Credit unions and traditional bank alternatives
You can bank without a bank. Here's how.
Checking and savings accounts are not the exclusive domain of banks. They are also offered by some non-bank businesses. Here are three of the most common:
Credit unions operate much like banks, and deposits in member credit unions are federally insured up to $250,000 by the National Credit Union Share Insurance Fund (NCUSIF).
The key difference is this: Credit unions are nonprofit, member-owned cooperatives whose members share something in common, such as a labor union, college alumni association, employer, or community. Members' immediate family may also be allowed to join.
Since credit unions return profits to their members, interest rates for savings and checking accounts at credit unions tend to be higher than at commercial banks, while fees and minimums tend to be lower. But a credit union may offer fewer services than a bank and they may have more restricted access to ATMs.
To learn whether you are eligible to join a credit union, or to locate a credit union near you, visit the Credit Union National Association.
Mutual fund companies offer money market accounts that at times have higher yields than those on banks' money market deposit accounts (MMDAs). Mutual fund company accounts, however, are not typically insured against loss by the FDIC, whereas MMDAs are.
Nevertheless, mutual fund companies make it a practice to kick in extra dollars whenever necessary to make sure that they maintain a constant price of $1 per share, so in practice your chance of losing money is slim.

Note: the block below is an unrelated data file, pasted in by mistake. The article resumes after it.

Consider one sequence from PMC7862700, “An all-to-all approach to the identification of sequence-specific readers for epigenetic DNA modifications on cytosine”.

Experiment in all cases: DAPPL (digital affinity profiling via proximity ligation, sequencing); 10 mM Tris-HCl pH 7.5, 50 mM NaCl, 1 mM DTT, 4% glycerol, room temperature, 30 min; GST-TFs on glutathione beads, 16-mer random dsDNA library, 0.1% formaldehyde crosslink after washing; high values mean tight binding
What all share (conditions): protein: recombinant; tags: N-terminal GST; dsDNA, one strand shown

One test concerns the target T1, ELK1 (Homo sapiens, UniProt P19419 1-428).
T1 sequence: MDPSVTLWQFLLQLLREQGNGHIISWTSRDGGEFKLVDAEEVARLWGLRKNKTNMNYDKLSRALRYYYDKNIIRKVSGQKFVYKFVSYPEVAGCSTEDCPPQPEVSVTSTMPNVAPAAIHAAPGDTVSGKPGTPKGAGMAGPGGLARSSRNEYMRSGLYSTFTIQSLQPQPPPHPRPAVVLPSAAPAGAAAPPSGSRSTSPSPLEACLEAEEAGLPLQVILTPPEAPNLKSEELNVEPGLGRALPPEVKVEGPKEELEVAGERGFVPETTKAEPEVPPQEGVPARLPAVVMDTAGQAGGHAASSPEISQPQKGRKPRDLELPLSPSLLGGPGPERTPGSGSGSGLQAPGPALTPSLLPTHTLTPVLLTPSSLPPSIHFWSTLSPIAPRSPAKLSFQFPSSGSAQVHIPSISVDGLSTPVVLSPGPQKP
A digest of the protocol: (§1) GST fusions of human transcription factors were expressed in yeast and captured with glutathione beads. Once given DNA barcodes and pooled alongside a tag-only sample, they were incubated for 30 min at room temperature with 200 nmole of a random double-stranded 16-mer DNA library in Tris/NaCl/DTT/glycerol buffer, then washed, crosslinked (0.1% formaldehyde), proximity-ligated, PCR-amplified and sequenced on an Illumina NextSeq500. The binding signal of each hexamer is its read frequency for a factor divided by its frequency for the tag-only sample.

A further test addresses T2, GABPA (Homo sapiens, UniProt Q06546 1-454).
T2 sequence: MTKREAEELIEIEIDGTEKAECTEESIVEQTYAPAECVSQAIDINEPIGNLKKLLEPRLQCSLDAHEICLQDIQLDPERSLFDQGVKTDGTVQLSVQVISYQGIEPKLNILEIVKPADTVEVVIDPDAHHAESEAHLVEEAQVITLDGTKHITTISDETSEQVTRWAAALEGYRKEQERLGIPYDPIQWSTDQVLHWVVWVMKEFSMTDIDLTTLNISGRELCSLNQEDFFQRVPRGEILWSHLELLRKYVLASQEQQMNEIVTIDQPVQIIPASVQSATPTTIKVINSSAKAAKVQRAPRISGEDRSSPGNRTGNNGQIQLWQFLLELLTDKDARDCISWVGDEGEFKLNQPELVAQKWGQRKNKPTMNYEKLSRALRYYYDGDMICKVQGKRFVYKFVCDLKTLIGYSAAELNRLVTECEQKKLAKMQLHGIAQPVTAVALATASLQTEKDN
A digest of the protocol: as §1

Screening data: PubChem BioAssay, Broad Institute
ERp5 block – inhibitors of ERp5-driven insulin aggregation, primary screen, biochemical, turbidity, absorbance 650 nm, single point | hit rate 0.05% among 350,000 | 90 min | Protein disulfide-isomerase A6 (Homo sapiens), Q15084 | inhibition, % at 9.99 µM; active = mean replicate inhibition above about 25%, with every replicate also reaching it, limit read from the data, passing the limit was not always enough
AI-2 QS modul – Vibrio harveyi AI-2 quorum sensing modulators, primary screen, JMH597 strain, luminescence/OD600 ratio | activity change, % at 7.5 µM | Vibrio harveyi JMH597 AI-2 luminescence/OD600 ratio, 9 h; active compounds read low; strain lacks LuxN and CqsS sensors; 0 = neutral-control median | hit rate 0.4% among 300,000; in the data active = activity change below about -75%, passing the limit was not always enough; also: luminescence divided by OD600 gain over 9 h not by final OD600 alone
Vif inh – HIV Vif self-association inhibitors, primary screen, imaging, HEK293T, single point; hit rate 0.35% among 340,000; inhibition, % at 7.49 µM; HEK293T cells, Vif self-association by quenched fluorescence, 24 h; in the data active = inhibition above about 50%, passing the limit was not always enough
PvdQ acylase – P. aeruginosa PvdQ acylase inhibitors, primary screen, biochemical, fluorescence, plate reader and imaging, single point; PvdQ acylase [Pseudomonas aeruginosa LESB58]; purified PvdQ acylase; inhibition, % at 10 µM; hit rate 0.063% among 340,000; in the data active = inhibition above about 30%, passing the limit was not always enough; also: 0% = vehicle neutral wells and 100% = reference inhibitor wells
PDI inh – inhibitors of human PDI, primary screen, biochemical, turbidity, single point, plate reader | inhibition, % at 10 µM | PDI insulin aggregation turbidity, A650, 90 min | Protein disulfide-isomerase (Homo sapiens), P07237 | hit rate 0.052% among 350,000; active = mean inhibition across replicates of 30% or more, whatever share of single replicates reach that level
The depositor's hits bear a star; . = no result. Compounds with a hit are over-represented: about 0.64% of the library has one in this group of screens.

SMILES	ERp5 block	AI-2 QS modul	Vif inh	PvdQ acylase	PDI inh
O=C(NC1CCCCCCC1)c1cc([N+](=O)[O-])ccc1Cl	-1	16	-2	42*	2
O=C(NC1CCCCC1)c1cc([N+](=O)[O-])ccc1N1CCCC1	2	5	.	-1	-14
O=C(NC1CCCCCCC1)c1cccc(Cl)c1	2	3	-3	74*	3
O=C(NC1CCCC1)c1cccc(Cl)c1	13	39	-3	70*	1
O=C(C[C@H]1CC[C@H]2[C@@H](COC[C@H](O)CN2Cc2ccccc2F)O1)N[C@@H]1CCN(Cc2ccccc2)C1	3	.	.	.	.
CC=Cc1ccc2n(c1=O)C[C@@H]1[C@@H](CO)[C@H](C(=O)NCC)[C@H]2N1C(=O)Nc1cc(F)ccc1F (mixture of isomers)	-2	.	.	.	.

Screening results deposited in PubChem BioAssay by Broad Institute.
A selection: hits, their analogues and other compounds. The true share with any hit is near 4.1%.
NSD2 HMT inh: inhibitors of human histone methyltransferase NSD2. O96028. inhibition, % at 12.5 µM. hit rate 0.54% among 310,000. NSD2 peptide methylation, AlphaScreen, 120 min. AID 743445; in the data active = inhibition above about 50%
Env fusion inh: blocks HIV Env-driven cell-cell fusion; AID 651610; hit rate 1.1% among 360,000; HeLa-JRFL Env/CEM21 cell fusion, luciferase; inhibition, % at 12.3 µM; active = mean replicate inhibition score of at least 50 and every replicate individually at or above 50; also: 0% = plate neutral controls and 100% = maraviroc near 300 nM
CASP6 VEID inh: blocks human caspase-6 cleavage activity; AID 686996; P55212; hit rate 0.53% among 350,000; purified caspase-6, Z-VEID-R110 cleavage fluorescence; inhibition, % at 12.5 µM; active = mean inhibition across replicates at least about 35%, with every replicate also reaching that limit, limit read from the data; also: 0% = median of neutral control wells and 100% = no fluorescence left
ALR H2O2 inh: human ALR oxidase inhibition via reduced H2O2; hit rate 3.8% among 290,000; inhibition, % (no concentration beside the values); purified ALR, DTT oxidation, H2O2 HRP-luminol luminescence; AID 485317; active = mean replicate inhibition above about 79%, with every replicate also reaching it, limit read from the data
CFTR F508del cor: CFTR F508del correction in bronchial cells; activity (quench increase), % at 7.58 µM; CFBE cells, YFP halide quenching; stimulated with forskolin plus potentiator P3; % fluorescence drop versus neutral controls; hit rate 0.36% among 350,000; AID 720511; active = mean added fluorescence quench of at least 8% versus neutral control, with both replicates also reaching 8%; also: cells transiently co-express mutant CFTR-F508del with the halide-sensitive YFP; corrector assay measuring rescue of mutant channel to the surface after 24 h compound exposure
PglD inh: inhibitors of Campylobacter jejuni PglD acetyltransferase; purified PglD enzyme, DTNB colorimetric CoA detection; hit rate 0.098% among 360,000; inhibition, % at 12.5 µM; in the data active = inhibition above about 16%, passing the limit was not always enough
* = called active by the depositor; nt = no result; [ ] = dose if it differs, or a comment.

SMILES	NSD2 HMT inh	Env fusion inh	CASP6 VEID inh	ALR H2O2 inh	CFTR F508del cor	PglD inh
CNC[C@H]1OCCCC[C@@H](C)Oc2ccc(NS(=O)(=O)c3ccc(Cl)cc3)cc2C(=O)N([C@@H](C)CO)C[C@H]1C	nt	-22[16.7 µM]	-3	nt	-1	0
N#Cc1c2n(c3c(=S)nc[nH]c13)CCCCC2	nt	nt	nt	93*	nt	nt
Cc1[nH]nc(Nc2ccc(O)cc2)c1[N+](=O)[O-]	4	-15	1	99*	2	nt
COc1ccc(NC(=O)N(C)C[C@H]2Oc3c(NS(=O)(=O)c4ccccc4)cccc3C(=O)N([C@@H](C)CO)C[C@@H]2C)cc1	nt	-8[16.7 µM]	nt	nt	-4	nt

Mutual fund money market accounts require a minimum opening deposit -- typically $500 to $5,000 -- and may require that you maintain a minimum balance. Many also let you write checks on the account, though there may be a minimum check-writing amount (typically $100 to $500) and/or a limit to the number of checks you can write per month or per year.
A cash management account works like a combination bank/brokerage account, consolidating your investments with your day-to-day cash flow.
Cash-management accounts (CMAs) are offered by brokerages for affluent customers who had discretionary income to invest but also wanted a liquid, bank-like account that earned higher interest than a traditional bank account.
In a CMA, your cash earns money market rates, and you get checking and credit card privileges, an ATM debit card, and often a line of credit or a margin account. If you overdraw your account, the interest you're charged on the loan is likely to be lower than that on a bank overdraft. In many instances, too, the interest may be characterized as margin interest, which can be tax-deductible.
The fee for a CMA typically ranges from $50 to $180 a year, though it may be waived if you have $50,000 to $100,000 or more in your account. In addition, you may pay fees if you make trades through your account or consult with an investment adviser at your brokerage or who is affiliated with a subsidiary of your bank. Cash up to $100,000 in a brokerage CMA is protected by the Securities Investor Protection Corp.